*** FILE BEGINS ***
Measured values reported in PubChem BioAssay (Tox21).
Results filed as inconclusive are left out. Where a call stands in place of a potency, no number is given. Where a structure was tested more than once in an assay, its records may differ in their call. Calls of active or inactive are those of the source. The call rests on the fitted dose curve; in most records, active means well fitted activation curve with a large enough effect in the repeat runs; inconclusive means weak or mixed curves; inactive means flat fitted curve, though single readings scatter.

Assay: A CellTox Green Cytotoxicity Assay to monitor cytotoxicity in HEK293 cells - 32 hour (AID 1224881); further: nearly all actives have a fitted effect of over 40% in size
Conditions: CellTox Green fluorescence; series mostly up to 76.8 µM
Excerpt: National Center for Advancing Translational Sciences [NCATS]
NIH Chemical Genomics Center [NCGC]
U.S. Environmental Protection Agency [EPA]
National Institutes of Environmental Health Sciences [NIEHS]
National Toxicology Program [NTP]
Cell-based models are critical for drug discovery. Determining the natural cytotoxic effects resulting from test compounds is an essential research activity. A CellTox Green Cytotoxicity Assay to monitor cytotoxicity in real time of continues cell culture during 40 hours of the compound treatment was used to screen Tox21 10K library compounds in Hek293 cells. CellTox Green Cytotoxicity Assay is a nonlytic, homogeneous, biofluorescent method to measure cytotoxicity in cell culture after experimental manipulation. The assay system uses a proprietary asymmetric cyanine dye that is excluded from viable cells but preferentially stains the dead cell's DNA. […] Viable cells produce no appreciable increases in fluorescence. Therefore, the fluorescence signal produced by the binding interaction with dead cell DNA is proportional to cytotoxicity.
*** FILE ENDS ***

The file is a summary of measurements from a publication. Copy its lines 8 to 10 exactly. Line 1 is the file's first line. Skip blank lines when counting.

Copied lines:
National Institutes of Environmental Health Sciences [NIEHS]
National Toxicology Program [NTP]
Cell-based models are critical for drug discovery. Determining the natural cytotoxic effects resulting from test compounds is an essential research activity. A CellTox Green Cytotoxicity Assay to monitor cytotoxicity in real time of continues cell culture during 40 hours of the compound treatment was used to screen Tox21 10K library compounds in Hek293 cells. CellTox Green Cytotoxicity Assay is a nonlytic, homogeneous, biofluorescent method to measure cytotoxicity in cell culture after experimental manipulation. The assay system uses a proprietary asymmetric cyanine dye that is excluded from viable cells but preferentially stains the dead cell's DNA. […] Viable cells produce no appreciable increases in fluorescence. Therefore, the fluorescence signal produced by the binding interaction with dead cell DNA is proportional to cytotoxicity.